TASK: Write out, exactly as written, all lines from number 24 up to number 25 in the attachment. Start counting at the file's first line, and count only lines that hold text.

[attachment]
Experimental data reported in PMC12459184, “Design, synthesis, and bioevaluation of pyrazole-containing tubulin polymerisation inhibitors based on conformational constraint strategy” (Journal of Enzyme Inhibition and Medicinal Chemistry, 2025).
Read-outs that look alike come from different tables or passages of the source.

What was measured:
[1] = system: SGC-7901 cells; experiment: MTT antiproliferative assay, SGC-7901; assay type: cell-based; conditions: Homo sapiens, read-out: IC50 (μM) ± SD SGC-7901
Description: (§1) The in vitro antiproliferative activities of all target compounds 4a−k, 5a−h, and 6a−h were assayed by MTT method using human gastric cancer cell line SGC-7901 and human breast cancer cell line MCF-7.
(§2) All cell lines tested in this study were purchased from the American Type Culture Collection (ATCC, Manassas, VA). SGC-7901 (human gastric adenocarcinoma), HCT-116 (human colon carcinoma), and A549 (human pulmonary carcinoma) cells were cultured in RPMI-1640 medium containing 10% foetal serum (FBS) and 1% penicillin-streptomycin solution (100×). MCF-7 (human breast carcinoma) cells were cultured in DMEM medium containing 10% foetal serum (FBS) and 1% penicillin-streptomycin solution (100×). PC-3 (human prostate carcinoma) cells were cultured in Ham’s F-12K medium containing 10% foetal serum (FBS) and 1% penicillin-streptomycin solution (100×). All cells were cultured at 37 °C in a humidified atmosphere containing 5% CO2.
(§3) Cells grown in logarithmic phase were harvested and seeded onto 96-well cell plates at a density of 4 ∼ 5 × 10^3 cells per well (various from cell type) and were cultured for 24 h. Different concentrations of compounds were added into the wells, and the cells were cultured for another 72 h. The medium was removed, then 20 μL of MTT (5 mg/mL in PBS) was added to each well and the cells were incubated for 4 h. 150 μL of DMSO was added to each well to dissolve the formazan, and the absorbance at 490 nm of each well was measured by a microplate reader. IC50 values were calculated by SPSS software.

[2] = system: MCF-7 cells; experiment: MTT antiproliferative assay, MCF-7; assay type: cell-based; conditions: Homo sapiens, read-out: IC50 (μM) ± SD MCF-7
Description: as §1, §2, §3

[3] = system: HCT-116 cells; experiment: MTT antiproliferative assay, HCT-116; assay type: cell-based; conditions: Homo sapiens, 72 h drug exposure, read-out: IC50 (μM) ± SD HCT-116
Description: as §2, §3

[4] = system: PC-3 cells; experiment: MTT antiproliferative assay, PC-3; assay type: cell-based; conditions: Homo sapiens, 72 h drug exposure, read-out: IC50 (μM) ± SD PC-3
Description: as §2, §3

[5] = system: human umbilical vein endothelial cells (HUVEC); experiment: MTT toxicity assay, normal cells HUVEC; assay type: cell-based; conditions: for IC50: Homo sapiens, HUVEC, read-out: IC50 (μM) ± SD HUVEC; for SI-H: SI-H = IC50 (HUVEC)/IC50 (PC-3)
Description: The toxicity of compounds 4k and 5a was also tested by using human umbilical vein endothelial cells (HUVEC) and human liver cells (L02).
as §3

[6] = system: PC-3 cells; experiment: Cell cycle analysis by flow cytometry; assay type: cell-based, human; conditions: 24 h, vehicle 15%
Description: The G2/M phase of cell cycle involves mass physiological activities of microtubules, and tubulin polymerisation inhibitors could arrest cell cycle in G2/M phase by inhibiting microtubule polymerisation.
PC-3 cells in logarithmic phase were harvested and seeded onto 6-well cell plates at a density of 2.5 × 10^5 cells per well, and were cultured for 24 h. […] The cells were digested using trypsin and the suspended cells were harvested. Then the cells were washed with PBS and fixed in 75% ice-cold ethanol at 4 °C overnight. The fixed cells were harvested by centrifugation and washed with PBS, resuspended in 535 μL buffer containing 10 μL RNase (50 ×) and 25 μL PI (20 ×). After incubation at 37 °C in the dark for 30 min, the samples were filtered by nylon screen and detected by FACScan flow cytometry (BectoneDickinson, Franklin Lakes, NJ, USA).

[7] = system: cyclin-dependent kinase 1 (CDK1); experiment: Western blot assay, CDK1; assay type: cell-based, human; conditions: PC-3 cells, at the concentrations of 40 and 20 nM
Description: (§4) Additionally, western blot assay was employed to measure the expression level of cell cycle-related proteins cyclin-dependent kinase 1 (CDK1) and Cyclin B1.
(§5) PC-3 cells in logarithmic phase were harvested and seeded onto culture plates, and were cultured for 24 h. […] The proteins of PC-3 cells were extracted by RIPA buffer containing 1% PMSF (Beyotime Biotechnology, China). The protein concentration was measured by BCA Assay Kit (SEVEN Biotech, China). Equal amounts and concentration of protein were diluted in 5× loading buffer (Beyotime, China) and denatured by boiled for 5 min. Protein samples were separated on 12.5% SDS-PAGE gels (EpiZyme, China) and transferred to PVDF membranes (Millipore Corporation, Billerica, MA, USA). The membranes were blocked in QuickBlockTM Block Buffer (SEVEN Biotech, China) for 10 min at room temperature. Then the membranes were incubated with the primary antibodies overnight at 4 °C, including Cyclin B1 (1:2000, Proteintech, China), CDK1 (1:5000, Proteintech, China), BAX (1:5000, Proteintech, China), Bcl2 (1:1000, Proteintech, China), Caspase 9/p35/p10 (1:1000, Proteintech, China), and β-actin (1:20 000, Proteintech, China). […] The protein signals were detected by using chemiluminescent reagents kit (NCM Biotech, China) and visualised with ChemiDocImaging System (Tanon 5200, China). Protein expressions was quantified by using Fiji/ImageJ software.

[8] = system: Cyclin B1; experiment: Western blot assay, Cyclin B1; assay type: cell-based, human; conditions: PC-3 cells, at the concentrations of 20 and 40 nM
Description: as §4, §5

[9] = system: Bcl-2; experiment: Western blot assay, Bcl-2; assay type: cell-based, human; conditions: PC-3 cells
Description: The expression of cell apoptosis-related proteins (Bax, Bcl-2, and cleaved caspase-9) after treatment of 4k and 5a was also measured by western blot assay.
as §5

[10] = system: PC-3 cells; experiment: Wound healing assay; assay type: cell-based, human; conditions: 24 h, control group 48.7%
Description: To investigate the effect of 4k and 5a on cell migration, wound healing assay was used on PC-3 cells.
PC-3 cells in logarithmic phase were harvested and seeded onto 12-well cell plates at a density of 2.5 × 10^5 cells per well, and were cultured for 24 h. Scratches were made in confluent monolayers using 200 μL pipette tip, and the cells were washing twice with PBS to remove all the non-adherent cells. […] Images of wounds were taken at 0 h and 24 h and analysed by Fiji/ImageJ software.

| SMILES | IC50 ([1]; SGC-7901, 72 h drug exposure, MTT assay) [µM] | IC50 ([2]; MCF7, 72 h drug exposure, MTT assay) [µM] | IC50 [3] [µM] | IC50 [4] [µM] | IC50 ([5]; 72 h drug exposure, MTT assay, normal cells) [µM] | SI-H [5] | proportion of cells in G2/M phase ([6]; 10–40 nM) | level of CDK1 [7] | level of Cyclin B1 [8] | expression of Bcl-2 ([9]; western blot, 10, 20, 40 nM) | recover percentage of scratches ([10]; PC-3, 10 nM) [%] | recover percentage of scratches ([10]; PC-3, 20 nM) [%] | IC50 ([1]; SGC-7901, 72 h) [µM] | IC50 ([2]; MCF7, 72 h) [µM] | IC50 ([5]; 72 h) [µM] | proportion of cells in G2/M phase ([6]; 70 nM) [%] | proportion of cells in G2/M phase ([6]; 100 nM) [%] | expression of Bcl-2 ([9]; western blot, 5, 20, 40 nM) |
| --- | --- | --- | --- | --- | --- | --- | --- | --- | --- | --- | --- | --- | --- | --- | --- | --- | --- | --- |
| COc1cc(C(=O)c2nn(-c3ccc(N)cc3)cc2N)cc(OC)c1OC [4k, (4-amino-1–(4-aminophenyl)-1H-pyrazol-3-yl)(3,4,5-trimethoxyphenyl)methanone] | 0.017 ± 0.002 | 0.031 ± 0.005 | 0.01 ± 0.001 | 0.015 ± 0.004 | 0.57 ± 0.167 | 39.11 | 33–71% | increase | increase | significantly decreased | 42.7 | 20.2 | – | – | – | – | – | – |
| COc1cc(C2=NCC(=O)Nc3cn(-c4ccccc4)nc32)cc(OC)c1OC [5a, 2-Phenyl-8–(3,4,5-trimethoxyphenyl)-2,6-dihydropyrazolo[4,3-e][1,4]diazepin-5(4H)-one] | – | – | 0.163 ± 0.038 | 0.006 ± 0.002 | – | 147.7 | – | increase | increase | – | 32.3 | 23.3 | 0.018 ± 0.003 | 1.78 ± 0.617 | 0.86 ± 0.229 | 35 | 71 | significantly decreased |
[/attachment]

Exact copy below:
Description: as §4, §5

[9] = system: Bcl-2; experiment: Western blot assay, Bcl-2; assay type: cell-based, human; conditions: PC-3 cells